Zechariah means “God remembers.” He was born in Babylonia and undoubtedly he was named in hope that the exile would end soon. He was a Levite, and his family longed for the Temple to be rebuilt so they could return to their duties in the priesthood. Zechariah followed God’s leading of His people back to their Promised Land as pioneers to reestablish a Jewish presence and worship in Jerusalem. Things had not gone well for these faithful Jews. They were beset by all sorts of problems and work-stoppages. The spirit of these people was almost completely broken. It was at this point that God commissioned Haggai and Zechariah to motivate the religious and civil leaders as well as the people to revive the work of rebuilding the Temple.
Haggai began with his first and second recorded prophecy during this period (a month apart), explaining that the 16 years they had been trying to maintain Jewish presence in Jerusalem had included chastening by God for their procrastination. Their crops had failed and because they were not repentant, Haggai was sent to make the situation undeniably clear.
In the third month, November, 520 B.C., Zechariah 1:1-6 says that it was important that the Israelites not just listen to the messages from God, and break the established trend of their fathers, who deliberately ignored the messages, and suffered dire the consequences of defeat and captivity. Disobedience to God brings horrible and lasting consequences.
The next set of visions from God to Zechariah came on February 24, 520 B.C. The Temple was being rebuilt and God wanted the hard working people to know why this work was so vitally important. Zechariah was given glimpses of what was going to happen in the distant future, and pointing out that these events all surrounded a rebuilt Temple. These visions are incredibly important and are further explained in other books of the Bible. Without this book, the Biblical message would not be complete.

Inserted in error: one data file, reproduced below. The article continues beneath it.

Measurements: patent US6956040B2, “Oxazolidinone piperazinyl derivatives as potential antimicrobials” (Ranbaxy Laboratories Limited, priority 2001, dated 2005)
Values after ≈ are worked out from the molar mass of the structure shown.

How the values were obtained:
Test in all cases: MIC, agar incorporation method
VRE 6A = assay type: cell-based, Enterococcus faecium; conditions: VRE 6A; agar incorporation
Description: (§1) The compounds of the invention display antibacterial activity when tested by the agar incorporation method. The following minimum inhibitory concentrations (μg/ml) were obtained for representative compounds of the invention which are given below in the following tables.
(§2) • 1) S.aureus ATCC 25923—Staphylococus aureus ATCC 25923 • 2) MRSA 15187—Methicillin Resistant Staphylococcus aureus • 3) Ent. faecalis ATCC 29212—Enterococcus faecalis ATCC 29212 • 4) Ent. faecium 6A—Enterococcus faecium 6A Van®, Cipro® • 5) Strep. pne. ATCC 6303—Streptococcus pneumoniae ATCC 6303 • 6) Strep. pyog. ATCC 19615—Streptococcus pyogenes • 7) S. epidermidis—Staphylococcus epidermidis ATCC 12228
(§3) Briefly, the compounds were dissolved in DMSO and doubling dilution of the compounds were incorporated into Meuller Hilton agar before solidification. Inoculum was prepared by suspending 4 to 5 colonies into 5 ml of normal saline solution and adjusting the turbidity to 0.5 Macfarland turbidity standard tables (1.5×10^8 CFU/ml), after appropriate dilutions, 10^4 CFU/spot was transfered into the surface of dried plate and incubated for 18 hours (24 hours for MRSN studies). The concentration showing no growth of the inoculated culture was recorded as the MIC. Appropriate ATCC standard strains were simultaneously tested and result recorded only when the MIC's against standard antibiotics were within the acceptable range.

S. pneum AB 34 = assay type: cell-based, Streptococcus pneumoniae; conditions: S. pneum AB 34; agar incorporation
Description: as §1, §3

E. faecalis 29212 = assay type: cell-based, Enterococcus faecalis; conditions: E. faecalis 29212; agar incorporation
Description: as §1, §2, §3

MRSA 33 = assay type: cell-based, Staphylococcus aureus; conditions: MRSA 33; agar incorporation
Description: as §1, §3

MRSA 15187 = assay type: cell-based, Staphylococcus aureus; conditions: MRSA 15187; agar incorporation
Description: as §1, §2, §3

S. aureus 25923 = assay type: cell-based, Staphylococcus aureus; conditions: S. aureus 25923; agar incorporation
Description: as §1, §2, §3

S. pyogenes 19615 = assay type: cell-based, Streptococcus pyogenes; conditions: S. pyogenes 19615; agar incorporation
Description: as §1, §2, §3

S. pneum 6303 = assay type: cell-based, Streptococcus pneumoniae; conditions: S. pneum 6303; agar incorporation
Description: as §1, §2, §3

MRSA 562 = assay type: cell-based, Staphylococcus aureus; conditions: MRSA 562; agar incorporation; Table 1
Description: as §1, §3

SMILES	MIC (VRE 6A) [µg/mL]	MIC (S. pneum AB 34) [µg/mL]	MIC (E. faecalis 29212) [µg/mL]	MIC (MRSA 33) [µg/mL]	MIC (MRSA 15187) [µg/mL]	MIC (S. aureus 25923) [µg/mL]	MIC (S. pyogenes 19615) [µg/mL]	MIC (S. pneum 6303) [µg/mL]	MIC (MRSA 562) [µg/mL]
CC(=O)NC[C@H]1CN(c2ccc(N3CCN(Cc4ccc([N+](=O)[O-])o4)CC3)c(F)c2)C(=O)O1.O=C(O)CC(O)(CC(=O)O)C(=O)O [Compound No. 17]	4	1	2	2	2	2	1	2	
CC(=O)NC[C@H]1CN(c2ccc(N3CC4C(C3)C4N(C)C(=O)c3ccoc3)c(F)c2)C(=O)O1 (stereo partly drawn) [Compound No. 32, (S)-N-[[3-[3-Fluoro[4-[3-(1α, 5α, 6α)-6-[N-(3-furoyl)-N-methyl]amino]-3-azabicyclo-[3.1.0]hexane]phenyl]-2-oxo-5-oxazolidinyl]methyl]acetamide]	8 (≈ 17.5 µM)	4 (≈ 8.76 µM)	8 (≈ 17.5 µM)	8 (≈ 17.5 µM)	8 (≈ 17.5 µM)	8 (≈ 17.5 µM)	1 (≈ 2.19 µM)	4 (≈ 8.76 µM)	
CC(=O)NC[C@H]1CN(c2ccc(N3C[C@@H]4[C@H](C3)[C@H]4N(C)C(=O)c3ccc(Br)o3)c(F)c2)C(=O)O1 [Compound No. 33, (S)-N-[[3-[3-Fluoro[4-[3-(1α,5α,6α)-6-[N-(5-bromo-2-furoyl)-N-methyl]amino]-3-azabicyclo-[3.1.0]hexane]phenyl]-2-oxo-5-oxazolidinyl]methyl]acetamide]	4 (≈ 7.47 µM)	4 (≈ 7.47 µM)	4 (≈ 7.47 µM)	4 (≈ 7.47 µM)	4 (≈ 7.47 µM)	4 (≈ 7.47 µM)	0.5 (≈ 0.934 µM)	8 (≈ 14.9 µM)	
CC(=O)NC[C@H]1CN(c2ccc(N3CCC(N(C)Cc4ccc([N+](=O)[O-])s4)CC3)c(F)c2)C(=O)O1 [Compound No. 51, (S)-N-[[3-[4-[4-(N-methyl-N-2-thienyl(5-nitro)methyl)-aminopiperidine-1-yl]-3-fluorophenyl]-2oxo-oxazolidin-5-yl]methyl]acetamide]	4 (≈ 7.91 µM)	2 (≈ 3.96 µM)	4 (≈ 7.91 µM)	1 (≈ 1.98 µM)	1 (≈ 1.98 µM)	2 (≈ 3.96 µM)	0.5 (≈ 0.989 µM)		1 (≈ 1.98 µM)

Not only are the “horsemen” of Revelation described, but exactly where they meet and go is given as well! God’s promises as to the importance of Jerusalem and the Temple are given over and over again in Zechariah 1:7-6:15. As with all Scripture, the book must be read, but here is an example of one of the promises:
And said unto him, Run, speak to this young man, saying, Jerusalem shall be inhabited as towns without walls for the multitude of men and cattle therein: For I, saith the LORD, will be unto her a wall of fire round about, and will be the glory in the midst of her (Zechariah 2:4-5).
The next message was a couple of years later on December 4, 518 B.C., Zechariah 7:1. Some very practical answers were given and challenges made to stay true to God’s Word and simply ignore the philosophies and ideas of people that distort the unchanging message of Scripture.
The first issue was about whether they should continue the annual fasting and weeping done in place of the feasts days of Scripture, as had become “tradition.” The answer was that that God’s Word never changed and those that changed it were doing so for their own purposes in complete odds with the message of Scripture. The feasts are about what God has done, and about what we can do to help our fellow countrymen. It is not about how we feel at all! The whole passage must be read, but here is one verse:
Yea, they made their hearts as an adamant stone, lest they should hear the law, and the words which the LORD of hosts hath sent in his spirit by the former prophets: therefore came a great wrath from the LORD of hosts (Zechariah 7:12).
There is so much more, but God’s Word awaits the reading of His children. Make it a habit to read this book at least once a year with all the rest of God’s precious words to us! But don’t be just readers, but fashion your lives and hearts after God’s as He instructs!
Peter C. Craigie, Twelve Prophets: Volume 2, The Daily study Bible series (Louisville: Westminster John Knox Press, 2001, c1984). 133.
Walter A. Elwell, Evangelical Commentary on the Bible, Baker Reference Library (Grand Rapids, Mich.: Baker Book House, 1996, c1989) Zec 1:7.
F. Charles Fencham, ed. Geoffrey Bromley. International Standard Bible Encyclopedia (Grand Rapids: William B. Eerdman, 1988) pp. 1183-1186
Robert Jamieson, A.R. Fausset, A.R. Fausset, and David Brown, A Commentary, Critical and Explanatory, on the Old and New Testaments (Oak Harbor, WA: Logos Research Systems, Inc., 1997). Zec 1:1.
Andrew Knowles, The Bible Guide, 1st Augsburg books ed. (Minneapolis, MN: Augsburg, 2001) p. 390.
William MacDonald and Arthur Farstad, Believer's Bible Commentary (Nashville: Thomas Nelson, 1997, c1995) Zec. 1:7.
J. Vernon McGee, Thru the Bible Commentary, electronic ed. (Nashville: Thomas Nelson, 1997, c1981) vol. 3, p. 905.
Earl D. Radmacher, Ronald Barclay Allen and H. Wayne House, The Nelson Study Bible: New King James Version (Nashville: T. Nelson Publishers, 1997). Zec 1:2.
James E. Smith, The Minor Prophets (Joplin, Mo.: College Press, 1992).
Spirit Filled Life Study Bible, electronic ed. (Nashville: Thomas Nelson, 1997, c1991).
Frank Charles Thompson, The Thompson Chain Reference Bible (Indianapolis: Kirkbride Bible Co, 1988) p. 1614